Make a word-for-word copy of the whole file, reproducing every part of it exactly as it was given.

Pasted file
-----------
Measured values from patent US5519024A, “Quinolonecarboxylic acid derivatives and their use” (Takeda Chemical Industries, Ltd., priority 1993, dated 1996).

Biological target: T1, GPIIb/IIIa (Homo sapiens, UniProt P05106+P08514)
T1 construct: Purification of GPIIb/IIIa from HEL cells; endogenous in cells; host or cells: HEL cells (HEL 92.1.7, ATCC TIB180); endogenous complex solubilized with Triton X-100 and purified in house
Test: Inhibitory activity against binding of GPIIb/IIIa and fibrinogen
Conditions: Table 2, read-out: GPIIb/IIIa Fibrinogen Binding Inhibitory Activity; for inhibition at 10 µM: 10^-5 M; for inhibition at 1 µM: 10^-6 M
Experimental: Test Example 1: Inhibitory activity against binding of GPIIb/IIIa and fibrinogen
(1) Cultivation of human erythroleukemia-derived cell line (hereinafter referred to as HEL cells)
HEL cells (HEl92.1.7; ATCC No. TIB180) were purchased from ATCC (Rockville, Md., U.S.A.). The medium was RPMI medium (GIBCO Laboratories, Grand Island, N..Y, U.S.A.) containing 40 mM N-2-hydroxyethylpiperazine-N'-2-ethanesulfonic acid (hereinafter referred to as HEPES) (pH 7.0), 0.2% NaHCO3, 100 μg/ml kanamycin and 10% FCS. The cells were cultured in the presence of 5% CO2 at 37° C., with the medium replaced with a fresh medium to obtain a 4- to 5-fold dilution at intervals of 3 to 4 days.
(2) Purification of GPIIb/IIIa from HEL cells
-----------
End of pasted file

Measured values from patent US5519024A, “Quinolonecarboxylic acid derivatives and their use” (Takeda Chemical Industries, Ltd., priority 1993, dated 1996).

Biological target: T1, GPIIb/IIIa (Homo sapiens, UniProt P05106+P08514)
T1 construct: Purification of GPIIb/IIIa from HEL cells; endogenous in cells; host or cells: HEL cells (HEL 92.1.7, ATCC TIB180); endogenous complex solubilized with Triton X-100 and purified in house
Test: Inhibitory activity against binding of GPIIb/IIIa and fibrinogen
Conditions: Table 2, read-out: GPIIb/IIIa Fibrinogen Binding Inhibitory Activity; for inhibition at 10 µM: 10^-5 M; for inhibition at 1 µM: 10^-6 M
Experimental: Test Example 1: Inhibitory activity against binding of GPIIb/IIIa and fibrinogen
(1) Cultivation of human erythroleukemia-derived cell line (hereinafter referred to as HEL cells)
HEL cells (HEl92.1.7; ATCC No. TIB180) were purchased from ATCC (Rockville, Md., U.S.A.). The medium was RPMI medium (GIBCO Laboratories, Grand Island, N..Y, U.S.A.) containing 40 mM N-2-hydroxyethylpiperazine-N'-2-ethanesulfonic acid (hereinafter referred to as HEPES) (pH 7.0), 0.2% NaHCO3, 100 μg/ml kanamycin and 10% FCS. The cells were cultured in the presence of 5% CO2 at 37° C., with the medium replaced with a fresh medium to obtain a 4- to 5-fold dilution at intervals of 3 to 4 days.
(2) Purification of GPIIb/IIIa from HEL cells